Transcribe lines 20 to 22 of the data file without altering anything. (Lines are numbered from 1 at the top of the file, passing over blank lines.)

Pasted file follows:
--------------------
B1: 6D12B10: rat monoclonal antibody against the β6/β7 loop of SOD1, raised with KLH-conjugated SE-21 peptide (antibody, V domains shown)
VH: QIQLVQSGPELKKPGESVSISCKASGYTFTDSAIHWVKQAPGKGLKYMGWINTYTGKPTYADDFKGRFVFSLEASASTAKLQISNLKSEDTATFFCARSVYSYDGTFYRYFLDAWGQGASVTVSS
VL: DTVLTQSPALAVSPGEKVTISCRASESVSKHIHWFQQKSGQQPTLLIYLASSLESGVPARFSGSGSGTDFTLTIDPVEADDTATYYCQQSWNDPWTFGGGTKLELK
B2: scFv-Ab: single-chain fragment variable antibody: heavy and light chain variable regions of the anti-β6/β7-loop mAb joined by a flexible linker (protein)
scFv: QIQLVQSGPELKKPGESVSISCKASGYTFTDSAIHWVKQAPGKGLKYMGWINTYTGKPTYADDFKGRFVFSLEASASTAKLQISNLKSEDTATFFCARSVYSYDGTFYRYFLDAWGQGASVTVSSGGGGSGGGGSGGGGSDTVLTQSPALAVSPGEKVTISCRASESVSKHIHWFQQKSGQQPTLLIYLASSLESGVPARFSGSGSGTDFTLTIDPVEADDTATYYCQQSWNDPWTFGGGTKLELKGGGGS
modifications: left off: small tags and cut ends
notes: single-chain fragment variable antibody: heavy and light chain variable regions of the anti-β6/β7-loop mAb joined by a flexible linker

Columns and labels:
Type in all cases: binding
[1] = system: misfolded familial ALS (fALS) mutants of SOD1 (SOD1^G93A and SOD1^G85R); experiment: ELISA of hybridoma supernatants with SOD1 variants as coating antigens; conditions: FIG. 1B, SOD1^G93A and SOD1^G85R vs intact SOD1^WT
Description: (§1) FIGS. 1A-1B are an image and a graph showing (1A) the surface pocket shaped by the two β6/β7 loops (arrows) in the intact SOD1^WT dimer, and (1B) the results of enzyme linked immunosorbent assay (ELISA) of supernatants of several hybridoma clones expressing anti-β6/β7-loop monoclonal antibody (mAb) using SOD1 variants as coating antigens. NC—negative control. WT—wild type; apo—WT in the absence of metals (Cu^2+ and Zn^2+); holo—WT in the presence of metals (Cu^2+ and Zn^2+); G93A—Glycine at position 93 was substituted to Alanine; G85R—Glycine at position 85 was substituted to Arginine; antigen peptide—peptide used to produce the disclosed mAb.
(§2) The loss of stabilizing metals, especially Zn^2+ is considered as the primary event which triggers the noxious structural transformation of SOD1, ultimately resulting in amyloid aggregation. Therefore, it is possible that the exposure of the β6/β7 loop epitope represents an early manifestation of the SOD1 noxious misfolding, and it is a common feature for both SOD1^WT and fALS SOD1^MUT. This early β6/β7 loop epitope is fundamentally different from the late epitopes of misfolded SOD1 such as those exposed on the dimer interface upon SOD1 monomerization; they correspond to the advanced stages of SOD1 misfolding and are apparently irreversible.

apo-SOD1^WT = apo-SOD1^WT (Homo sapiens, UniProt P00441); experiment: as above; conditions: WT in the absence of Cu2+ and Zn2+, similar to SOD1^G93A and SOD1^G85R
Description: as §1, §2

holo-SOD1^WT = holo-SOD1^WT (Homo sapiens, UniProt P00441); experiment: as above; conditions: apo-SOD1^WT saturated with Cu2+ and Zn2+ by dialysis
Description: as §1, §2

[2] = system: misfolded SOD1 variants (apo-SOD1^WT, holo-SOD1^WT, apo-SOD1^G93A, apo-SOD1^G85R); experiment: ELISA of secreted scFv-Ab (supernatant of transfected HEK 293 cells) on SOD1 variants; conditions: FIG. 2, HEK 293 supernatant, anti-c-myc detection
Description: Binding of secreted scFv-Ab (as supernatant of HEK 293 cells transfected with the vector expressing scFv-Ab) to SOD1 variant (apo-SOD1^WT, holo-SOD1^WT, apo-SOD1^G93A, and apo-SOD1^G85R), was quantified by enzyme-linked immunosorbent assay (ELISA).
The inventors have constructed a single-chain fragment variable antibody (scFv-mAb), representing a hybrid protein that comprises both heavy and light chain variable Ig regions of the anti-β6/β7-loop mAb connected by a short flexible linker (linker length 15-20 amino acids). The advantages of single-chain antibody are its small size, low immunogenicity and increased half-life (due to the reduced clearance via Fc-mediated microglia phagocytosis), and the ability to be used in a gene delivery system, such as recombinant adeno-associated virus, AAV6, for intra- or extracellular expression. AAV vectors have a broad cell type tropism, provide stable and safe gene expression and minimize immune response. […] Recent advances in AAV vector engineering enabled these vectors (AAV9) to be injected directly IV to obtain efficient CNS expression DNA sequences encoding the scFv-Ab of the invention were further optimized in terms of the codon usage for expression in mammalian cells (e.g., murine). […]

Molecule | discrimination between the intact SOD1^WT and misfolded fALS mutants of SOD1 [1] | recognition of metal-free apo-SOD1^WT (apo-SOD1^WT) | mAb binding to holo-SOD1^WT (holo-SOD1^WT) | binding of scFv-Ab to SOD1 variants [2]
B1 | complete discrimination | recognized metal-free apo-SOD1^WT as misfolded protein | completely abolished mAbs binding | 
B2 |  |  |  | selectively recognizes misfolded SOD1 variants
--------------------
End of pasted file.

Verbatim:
Molecule | discrimination between the intact SOD1^WT and misfolded fALS mutants of SOD1 [1] | recognition of metal-free apo-SOD1^WT (apo-SOD1^WT) | mAb binding to holo-SOD1^WT (holo-SOD1^WT) | binding of scFv-Ab to SOD1 variants [2]
B1 | complete discrimination | recognized metal-free apo-SOD1^WT as misfolded protein | completely abolished mAbs binding | 
B2 |  |  |  | selectively recognizes misfolded SOD1 variants